The Company had the following common stock equivalents at December 31, 2018 and 2017:
Shares outstanding include shares of restricted stock with respect to which restrictions have not lapsed. Restricted stock included in reportable shares outstanding was 357,406 shares and 1,023,506 as of December 31, 2018 and 2017, respectively. Shares of restricted stock are included in the calculation of weighted average shares outstanding.
Recently Issued Accounting Pronouncements
In May 2014, the FASB issued ASU 2014-09, Revenue from Contracts with Customers (Topic 606), and in May 2016, the FASB issued ASU No. 2016-12, Revenue from Contracts with Customers (Topic 606)—Narrow-Scope Improvements and Practical Expedients. These standards and their effect on the Company’s consolidated financial statements and related disclosures are discussed above under “Revenue Recognition.”
In February 2016, the Financial Accounting Standards Board (“FASB”) issued ASU No. 2016-02, “Leases” (Topic 842). The FASB issued this update to increase transparency and comparability among organizations by recognizing lease assets and lease liabilities on the balance sheet and disclosing key information about leasing arrangements. The updated guidance is effective for annual periods beginning after December 15, 2018, including interim periods within those fiscal years. Early adoption of the update is permitted, and entities may also elect the optional transition method provided under ASU 2018-11, Leases, Topic 842: Targeted Improvement, issued in July 2018, allowing for application of the standard at the adoption date, with recognition of a cumulative-effect adjustment to the opening balance of retained earnings in the period of adoption. The Company does not expect the new standard will have a material effect on the consolidated financial statements and related disclosures
In July 2017, the FASB issued ASU 2017-11, “Earnings Per Share (Topic 260), Distinguishing Liabilities from Equity (Topic 480) and Derivatives and Hedging (Topic 815): I. Accounting for Certain Financial Instruments with Down Round Features; II. Replacement of the Indefinite Deferral for Mandatorily Redeemable Financial Instruments of Certain Nonpublic Entities and Certain Mandatorily Redeemable Noncontrolling Interests with a Scope Exception”. Part I of this update addresses the complexity of accounting for certain financial instruments with down round features. Down round features are features of certain equity-linked instruments (or embedded features) that result in the strike price being reduced on the basis of the pricing of future equity offerings. Current accounting guidance creates cost and complexity for entities that issue financial instruments (such as warrants and convertible instruments) with down round features that require fair value measurement of the entire instrument or conversion option. Part II of this update addresses the difficulty of navigating Topic 480, Distinguishing Liabilities from Equity, because of the existence of extensive pending content in the FASB Accounting Standards Codification. This pending content is the result of the indefinite deferral of accounting requirements about mandatorily redeemable financial instruments of certain nonpublic entities and certain mandatorily redeemable noncontrolling interests. The amendments in Part II of this update do not have an accounting effect. This ASU is effective for fiscal years, and interim periods within those years, beginning after December 15, 2018. The Company elected to early adopt ASU 2017-11 in May 2018, in the recording of the $15.0 million convertible notes.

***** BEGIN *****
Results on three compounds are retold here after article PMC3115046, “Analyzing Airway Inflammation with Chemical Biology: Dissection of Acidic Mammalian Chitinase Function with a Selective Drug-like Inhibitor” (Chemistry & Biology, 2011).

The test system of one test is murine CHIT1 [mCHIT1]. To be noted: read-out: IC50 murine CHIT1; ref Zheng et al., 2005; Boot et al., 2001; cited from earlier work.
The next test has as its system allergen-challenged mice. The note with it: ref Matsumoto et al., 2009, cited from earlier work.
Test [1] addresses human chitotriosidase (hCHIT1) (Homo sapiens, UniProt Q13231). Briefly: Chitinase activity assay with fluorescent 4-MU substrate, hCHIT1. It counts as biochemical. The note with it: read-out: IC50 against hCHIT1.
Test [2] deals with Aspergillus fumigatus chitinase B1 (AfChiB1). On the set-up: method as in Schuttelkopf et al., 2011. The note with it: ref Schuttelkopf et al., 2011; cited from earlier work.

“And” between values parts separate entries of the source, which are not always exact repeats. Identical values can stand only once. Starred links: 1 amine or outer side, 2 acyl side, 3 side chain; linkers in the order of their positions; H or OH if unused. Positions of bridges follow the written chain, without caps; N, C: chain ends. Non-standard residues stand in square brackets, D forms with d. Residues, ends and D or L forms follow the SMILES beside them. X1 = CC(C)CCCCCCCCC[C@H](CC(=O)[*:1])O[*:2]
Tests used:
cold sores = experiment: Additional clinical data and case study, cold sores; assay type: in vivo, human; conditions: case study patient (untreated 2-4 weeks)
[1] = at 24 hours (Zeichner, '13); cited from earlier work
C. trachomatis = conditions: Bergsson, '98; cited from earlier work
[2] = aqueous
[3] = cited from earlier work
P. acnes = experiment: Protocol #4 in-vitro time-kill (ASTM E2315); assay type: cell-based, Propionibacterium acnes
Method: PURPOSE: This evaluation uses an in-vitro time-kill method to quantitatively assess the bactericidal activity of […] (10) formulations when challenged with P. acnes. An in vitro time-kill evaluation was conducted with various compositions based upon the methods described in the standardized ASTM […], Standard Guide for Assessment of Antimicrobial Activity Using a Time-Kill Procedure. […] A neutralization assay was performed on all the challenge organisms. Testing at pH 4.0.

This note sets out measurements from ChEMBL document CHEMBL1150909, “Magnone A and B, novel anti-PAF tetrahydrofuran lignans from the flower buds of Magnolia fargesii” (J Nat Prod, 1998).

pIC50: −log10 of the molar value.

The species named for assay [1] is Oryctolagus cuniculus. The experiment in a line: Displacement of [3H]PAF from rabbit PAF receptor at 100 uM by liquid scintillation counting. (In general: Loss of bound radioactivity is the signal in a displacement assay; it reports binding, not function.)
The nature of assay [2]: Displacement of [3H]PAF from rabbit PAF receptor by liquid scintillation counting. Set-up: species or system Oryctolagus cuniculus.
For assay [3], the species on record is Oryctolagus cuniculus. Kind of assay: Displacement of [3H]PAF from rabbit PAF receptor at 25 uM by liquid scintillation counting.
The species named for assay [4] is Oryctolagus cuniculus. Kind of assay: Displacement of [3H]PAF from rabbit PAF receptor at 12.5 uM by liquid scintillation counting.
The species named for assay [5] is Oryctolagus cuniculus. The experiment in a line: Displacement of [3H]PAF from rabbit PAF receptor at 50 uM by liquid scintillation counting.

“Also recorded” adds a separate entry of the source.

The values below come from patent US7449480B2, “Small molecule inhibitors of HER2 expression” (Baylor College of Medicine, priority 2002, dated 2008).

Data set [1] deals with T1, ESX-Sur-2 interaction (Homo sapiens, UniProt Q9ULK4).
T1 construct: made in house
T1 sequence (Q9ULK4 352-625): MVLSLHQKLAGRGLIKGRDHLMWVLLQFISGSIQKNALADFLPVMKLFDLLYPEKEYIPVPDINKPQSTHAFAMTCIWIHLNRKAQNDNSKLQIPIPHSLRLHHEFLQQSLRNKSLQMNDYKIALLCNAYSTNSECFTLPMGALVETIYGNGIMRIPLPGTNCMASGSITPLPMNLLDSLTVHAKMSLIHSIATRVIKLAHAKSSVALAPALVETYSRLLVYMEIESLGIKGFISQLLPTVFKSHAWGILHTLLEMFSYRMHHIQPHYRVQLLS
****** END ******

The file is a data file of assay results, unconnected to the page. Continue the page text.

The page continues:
In June 2018, the FASB issued Accounting Standards Update (ASU) No. 2018-07, Compensation – Stock Compensation (Topic718): Improvements to Nonemployee Share-Based Payment Accounting. Under the new standard, companies will no longer be required to value non-employee awards differently from employee awards. Companies will value all equity classified awards at their grant-date under ASC718 and forgo revaluing the award after the grant date. ASU 2018-07 is effective for annual reporting periods beginning after December 15, 2018, including interim reporting periods within that reporting period. Early adoption is permitted, but no earlier than the Company’s adoption date of Topic 606, Revenue from Contracts with Customers (as described above under “Revenue Recognition”). The Company does not believe the new standard will have a significant impact on its consolidated financial statements.
In August 2018, the FASB issued ASU 2018-13, “Fair Value Measurement (Topic 820): Disclosure Framework—Changes to the Disclosure Requirements for Fair Value Measurement”. This update is to improve the effectiveness of disclosures in the notes to the financial statements by facilitating clear communication of the information required by U.S. GAAP that is most important to users of each entity’s financial statements. The amendments in this update apply to all entities that are required, under existing U.S. GAAP, to make disclosures about recurring or nonrecurring fair value measurements. The amendments in this update are effective for all entities for fiscal years beginning after December 15, 2019, and interim periods within those fiscal years. The Company is currently evaluating this guidance and the impact of this update on its consolidated financial statements.
Management does not believe that any other recently issued, but not yet effective accounting pronouncements, when adopted, will have a material effect on the accompanying condensed consolidated financial statements.
No definition available.
The entire disclosure for all significant accounting policies of the reporting entity.
Reference 1: http://fasb.org/us-gaap/role/ref/legacyRef